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The end of the world is nigh – but we can stop it




It is hard to stay deaf to the religious overtones of the current talk on climate change and biodiversity loss. The environmentalist talks about an imminent ecological disaster that will engulf the planet in an everlasting darkness. No doubt these overtones are unavoidable when one talks about the end of life on Earth. This makes us wonder whether it masks a certain ideology, or whether it is a prediction based on good scientific evidence.

Some of the United Nations reports on the subject are important in this connection. In 2014, the UN released the Fifth Assessment Report of the Intergovernmental Panel on Climate Change. It was conducted by 800 scientists from around the world for six years.

Two things about it are astonishing. The first is its recognition that climate change is the result of human activities since at least the 1950s. The second is its projection of an increase of the Earth’s temperature by 4°C by the 21st century. Unless decisive action is taken in the immediate future about the emission of human greenhouse gases (carbon dioxide, methane and nitrous oxide), the consequences will be disastrous. It talks about “substantial species extinctions”, of “large risks to global and regional food security”, of “consequential constraints on common human activities”, and of the “increasing likelihood of triggering tipping points”.

The UN 2019 Global Assessment Report on Biodiversity and Ecosystem Services is also astonishing. It found that the rate of species extinction has been higher than the rate of speciation (the formation of new species) since the 1950s and that this too is a result of human activities.

One third of the planet has been converted into a food supply for urban populations in megacities. Vast stretches of land are being used for agriculture and animal husbandry depriving species of their habitats. The use of intensive farming techniques and industrial animal husbandry is also cited as a cause of global warming and biodiversity loss. Pollutants are used that damage the soil and oceans as well as living beings.

A group of scientists came to a similar conclusion two years before the 2019 UN report in an article published in the journal Proceedings of the National Academy of Sciences of the United States of America. The paper is titled, no doubt partly for dramatic effect, “Biological annihilation via the ongoing sixth mass extinction signalled by vertebrate population losses and declines”.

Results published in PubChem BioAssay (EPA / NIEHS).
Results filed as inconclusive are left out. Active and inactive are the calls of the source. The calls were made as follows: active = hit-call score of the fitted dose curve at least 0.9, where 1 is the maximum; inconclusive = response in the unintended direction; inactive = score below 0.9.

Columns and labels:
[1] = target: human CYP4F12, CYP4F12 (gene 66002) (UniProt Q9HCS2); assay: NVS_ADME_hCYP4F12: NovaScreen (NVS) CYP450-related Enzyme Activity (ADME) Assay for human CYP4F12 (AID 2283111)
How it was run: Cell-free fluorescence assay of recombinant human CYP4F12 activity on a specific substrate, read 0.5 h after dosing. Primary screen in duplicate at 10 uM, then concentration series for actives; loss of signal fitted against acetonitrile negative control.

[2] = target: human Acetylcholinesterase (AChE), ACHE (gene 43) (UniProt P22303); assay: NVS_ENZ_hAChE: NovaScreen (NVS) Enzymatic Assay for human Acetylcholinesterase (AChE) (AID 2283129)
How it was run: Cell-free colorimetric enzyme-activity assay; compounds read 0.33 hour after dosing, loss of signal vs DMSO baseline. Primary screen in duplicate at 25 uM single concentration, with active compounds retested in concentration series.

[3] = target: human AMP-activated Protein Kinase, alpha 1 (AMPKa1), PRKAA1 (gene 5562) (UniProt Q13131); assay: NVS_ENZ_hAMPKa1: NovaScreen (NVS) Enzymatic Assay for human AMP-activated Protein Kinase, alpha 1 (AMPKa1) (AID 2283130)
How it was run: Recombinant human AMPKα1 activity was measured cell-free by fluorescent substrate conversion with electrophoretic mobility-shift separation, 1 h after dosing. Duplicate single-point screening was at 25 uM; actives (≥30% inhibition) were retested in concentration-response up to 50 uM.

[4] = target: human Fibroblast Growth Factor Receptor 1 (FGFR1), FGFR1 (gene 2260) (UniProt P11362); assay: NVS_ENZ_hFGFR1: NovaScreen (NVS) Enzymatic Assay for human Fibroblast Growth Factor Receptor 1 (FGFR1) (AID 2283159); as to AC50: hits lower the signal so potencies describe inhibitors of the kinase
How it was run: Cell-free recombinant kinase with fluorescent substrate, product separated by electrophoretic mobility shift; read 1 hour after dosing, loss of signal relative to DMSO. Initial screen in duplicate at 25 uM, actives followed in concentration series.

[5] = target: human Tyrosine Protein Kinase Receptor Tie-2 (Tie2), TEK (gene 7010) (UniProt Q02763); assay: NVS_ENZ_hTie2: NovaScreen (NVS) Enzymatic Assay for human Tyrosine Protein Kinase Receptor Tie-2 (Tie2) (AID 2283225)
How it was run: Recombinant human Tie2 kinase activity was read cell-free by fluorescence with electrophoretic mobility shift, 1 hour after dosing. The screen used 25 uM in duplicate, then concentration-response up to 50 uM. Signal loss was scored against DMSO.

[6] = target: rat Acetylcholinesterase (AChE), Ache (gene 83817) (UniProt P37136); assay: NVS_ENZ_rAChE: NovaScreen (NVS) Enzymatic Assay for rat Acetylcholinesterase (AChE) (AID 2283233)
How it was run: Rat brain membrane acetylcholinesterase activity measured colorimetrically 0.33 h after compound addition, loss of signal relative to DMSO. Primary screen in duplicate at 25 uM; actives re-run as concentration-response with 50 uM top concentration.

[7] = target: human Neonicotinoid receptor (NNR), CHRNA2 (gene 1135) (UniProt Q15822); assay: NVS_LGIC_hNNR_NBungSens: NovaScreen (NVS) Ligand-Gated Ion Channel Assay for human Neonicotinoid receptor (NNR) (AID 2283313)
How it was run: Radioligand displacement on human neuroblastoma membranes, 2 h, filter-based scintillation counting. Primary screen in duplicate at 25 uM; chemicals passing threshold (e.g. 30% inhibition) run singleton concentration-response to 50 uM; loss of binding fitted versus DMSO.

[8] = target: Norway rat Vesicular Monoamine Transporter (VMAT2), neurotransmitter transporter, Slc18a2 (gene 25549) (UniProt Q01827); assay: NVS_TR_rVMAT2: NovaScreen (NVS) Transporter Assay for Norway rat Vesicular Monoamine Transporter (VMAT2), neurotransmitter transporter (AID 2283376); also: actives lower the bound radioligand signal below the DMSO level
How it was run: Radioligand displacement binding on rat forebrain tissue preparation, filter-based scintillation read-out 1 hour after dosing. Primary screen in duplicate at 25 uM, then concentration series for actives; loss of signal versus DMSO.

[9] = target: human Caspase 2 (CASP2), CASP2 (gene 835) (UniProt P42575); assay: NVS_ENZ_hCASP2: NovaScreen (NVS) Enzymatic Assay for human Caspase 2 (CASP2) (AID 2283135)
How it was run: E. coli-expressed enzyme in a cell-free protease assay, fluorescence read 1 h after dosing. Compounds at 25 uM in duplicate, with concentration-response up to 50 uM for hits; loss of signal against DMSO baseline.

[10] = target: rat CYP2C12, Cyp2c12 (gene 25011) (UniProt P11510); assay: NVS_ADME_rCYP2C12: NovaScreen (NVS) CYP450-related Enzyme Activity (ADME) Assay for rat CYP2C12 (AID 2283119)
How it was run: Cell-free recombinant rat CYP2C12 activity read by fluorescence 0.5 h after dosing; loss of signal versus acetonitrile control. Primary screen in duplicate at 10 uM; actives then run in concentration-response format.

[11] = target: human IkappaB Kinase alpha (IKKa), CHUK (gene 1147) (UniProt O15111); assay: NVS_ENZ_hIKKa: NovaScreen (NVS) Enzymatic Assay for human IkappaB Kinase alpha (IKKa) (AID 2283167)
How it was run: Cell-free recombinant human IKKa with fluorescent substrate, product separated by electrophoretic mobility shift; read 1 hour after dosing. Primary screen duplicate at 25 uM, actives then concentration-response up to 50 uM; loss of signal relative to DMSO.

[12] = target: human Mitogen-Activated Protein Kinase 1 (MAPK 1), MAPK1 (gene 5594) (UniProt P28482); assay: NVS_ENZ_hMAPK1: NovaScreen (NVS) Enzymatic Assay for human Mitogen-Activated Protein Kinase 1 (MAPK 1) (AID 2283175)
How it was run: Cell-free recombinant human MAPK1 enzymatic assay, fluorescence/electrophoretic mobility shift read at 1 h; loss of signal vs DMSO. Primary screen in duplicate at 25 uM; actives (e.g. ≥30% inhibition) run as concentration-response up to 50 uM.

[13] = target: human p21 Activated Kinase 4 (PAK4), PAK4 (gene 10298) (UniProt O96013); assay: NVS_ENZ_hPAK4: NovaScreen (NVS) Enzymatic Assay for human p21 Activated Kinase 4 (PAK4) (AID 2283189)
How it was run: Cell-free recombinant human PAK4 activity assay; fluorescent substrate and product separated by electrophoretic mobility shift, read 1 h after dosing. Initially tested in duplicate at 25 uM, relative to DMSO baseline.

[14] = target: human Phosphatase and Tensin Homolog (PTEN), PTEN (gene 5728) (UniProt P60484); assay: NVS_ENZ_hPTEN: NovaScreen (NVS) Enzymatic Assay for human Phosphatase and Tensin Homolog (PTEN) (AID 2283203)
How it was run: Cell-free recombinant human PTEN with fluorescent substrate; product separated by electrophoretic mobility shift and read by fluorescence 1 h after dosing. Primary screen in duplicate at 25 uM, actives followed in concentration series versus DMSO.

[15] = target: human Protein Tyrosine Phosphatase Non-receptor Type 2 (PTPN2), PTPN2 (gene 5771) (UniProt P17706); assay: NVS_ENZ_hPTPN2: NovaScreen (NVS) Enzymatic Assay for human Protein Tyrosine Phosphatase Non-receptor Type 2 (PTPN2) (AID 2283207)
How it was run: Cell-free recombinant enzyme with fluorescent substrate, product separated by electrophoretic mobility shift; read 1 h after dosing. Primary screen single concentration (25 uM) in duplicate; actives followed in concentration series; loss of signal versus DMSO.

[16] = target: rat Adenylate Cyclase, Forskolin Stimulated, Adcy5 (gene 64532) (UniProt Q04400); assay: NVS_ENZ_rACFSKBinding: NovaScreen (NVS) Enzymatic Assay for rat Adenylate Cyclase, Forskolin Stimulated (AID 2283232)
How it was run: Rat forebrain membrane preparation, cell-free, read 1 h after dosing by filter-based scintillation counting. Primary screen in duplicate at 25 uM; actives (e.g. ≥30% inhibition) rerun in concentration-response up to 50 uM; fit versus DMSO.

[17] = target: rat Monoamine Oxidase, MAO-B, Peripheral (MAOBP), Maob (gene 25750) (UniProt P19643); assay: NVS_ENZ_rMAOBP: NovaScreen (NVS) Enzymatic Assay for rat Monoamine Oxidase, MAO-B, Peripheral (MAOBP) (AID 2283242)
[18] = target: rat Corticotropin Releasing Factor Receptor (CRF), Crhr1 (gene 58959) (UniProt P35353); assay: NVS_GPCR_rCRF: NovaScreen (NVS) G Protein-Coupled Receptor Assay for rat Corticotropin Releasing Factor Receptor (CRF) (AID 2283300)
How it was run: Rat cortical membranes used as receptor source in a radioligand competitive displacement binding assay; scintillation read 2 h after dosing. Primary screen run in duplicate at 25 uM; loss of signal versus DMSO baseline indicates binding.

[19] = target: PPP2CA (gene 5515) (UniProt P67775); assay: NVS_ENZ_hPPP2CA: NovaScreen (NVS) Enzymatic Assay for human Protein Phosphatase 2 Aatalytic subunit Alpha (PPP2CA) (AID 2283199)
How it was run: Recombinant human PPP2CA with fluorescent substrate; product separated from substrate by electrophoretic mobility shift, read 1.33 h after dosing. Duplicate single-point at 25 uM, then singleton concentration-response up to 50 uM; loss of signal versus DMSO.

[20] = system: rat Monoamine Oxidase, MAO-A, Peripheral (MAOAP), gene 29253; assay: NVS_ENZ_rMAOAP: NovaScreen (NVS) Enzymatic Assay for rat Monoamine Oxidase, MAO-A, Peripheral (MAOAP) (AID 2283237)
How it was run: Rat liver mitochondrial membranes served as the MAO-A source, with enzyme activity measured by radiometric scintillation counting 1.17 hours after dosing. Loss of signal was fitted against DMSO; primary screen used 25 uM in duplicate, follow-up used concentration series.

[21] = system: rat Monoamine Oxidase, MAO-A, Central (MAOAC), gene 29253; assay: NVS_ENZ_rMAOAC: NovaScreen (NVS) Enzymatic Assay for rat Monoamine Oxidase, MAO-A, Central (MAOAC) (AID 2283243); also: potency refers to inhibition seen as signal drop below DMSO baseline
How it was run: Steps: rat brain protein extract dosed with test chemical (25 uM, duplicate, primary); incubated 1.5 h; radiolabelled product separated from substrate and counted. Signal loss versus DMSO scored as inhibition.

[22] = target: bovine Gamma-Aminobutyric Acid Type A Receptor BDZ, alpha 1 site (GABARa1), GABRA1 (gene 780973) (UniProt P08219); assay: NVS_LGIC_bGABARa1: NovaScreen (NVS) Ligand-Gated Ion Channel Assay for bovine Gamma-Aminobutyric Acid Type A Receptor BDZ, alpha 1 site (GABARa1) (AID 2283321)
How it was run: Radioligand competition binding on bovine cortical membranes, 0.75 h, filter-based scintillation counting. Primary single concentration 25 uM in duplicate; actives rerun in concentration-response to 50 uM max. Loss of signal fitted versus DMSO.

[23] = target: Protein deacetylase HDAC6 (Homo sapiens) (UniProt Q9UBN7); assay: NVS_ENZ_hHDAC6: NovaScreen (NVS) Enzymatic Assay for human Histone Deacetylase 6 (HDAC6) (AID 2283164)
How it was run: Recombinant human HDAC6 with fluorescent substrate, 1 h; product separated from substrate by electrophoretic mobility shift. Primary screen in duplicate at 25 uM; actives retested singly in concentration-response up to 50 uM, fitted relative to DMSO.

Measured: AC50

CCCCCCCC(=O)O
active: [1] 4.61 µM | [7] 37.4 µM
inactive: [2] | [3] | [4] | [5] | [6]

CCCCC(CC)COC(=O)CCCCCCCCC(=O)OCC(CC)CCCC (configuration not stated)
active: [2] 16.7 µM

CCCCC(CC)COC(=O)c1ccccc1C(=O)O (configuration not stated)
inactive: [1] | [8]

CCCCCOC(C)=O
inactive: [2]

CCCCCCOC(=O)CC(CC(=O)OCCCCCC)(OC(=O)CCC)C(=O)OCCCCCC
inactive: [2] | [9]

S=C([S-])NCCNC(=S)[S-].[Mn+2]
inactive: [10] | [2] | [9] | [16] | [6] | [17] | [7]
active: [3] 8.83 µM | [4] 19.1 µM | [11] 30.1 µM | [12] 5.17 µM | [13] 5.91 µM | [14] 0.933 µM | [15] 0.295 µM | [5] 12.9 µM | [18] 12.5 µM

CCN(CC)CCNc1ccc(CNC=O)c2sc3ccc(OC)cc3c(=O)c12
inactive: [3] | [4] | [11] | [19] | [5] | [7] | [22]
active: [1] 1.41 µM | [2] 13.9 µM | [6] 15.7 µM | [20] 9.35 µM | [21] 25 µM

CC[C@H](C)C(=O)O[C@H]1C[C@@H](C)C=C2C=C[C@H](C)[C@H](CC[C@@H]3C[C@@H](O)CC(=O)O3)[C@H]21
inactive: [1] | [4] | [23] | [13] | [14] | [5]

In the eyes of this group of scientists, their results show that population extinction of land vertebrates is happening everywhere. It is “geographically omnipresent”. They’re confident that the extinction of invertebrates and plants is “as severe” as that of vertebrates.

They believe that the population extinction of vertebrates will have cascading effects on ecosystems. The “biosphere is undergoing mass species extinction”. This is causing “a vast reduction of the fauna and flora of the planet”. It will also have “serious ecological, economic and social consequences”. They conclude that humanity “will eventually pay a very high price for the decimation of the only assemblage of life that we know of in the universe”.

This article and others like it give us pause for thought. What is most striking about them is the lack of restraint in their tone. They begin by mustering the facts of the last 50 years, or from further back into the past. Having looked at the past, they then turn to the future and they announce, not without drama and gusto, the approaching end of mankind and of all life on earth. And yet, though they portray the facts in such a way that the end looks inevitable, they call upon the reader for remedial political action, as though the disaster can yet be averted.

They resemble the priest who calls upon his flock to repent now that the end is approaching and the day of judgment is at hand. The end is certain, but they can still save their souls.

Where does the problem lie? I think it lies with the future they claim to predict: the end of life. I am not suggesting that there are no good reasons for worrying about the effects of global warming and biodiversity loss. There doubtless are.